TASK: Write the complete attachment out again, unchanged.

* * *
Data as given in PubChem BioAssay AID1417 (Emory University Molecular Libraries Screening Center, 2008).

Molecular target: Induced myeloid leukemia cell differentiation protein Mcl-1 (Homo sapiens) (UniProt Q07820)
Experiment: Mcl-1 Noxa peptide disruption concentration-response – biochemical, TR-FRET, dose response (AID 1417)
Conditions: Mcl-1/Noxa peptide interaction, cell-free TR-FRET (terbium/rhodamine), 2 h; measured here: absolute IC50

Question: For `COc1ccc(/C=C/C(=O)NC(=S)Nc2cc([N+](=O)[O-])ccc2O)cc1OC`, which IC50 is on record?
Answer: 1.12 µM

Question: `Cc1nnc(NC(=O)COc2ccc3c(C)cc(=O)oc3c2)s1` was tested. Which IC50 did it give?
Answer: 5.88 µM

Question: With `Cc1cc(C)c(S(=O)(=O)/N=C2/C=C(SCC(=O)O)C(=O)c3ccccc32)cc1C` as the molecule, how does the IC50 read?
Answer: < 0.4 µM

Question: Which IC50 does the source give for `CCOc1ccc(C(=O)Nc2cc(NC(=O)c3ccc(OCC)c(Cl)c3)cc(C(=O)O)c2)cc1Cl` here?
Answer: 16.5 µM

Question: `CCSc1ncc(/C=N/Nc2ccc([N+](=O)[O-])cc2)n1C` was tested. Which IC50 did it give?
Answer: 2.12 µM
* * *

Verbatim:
Data as given in PubChem BioAssay AID1417 (Emory University Molecular Libraries Screening Center, 2008).

Molecular target: Induced myeloid leukemia cell differentiation protein Mcl-1 (Homo sapiens) (UniProt Q07820)
Experiment: Mcl-1 Noxa peptide disruption concentration-response – biochemical, TR-FRET, dose response (AID 1417)
Conditions: Mcl-1/Noxa peptide interaction, cell-free TR-FRET (terbium/rhodamine), 2 h; measured here: absolute IC50

Question: For `COc1ccc(/C=C/C(=O)NC(=S)Nc2cc([N+](=O)[O-])ccc2O)cc1OC`, which IC50 is on record?
Answer: 1.12 µM

Question: `Cc1nnc(NC(=O)COc2ccc3c(C)cc(=O)oc3c2)s1` was tested. Which IC50 did it give?
Answer: 5.88 µM

Question: With `Cc1cc(C)c(S(=O)(=O)/N=C2/C=C(SCC(=O)O)C(=O)c3ccccc32)cc1C` as the molecule, how does the IC50 read?
Answer: < 0.4 µM

Question: Which IC50 does the source give for `CCOc1ccc(C(=O)Nc2cc(NC(=O)c3ccc(OCC)c(Cl)c3)cc(C(=O)O)c2)cc1Cl` here?
Answer: 16.5 µM

Question: `CCSc1ncc(/C=N/Nc2ccc([N+](=O)[O-])cc2)n1C` was tested. Which IC50 did it give?
Answer: 2.12 µM